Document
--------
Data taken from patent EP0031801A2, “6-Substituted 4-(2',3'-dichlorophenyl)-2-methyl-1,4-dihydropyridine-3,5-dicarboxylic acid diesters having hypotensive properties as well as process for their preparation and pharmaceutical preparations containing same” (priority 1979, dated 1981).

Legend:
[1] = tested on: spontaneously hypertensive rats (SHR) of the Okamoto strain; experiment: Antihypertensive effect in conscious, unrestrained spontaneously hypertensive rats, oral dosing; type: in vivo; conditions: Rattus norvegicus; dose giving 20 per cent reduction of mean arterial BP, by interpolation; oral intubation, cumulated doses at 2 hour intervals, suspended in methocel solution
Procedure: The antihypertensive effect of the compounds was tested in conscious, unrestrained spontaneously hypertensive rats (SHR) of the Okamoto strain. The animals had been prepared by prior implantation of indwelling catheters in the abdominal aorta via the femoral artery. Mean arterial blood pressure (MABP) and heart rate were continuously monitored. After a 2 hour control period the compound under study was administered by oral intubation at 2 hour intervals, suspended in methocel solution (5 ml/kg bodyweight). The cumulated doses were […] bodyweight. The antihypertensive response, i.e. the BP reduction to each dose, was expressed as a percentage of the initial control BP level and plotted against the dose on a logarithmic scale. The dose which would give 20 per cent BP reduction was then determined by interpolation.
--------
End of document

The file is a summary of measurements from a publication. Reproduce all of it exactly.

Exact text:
Data taken from patent EP0031801A2, “6-Substituted 4-(2',3'-dichlorophenyl)-2-methyl-1,4-dihydropyridine-3,5-dicarboxylic acid diesters having hypotensive properties as well as process for their preparation and pharmaceutical preparations containing same” (priority 1979, dated 1981).

Legend:
[1] = tested on: spontaneously hypertensive rats (SHR) of the Okamoto strain; experiment: Antihypertensive effect in conscious, unrestrained spontaneously hypertensive rats, oral dosing; type: in vivo; conditions: Rattus norvegicus; dose giving 20 per cent reduction of mean arterial BP, by interpolation; oral intubation, cumulated doses at 2 hour intervals, suspended in methocel solution
Procedure: The antihypertensive effect of the compounds was tested in conscious, unrestrained spontaneously hypertensive rats (SHR) of the Okamoto strain. The animals had been prepared by prior implantation of indwelling catheters in the abdominal aorta via the femoral artery. Mean arterial blood pressure (MABP) and heart rate were continuously monitored. After a 2 hour control period the compound under study was administered by oral intubation at 2 hour intervals, suspended in methocel solution (5 ml/kg bodyweight). The cumulated doses were […] bodyweight. The antihypertensive response, i.e. the BP reduction to each dose, was expressed as a percentage of the initial control BP level and plotted against the dose on a logarithmic scale. The dose which would give 20 per cent BP reduction was then determined by interpolation.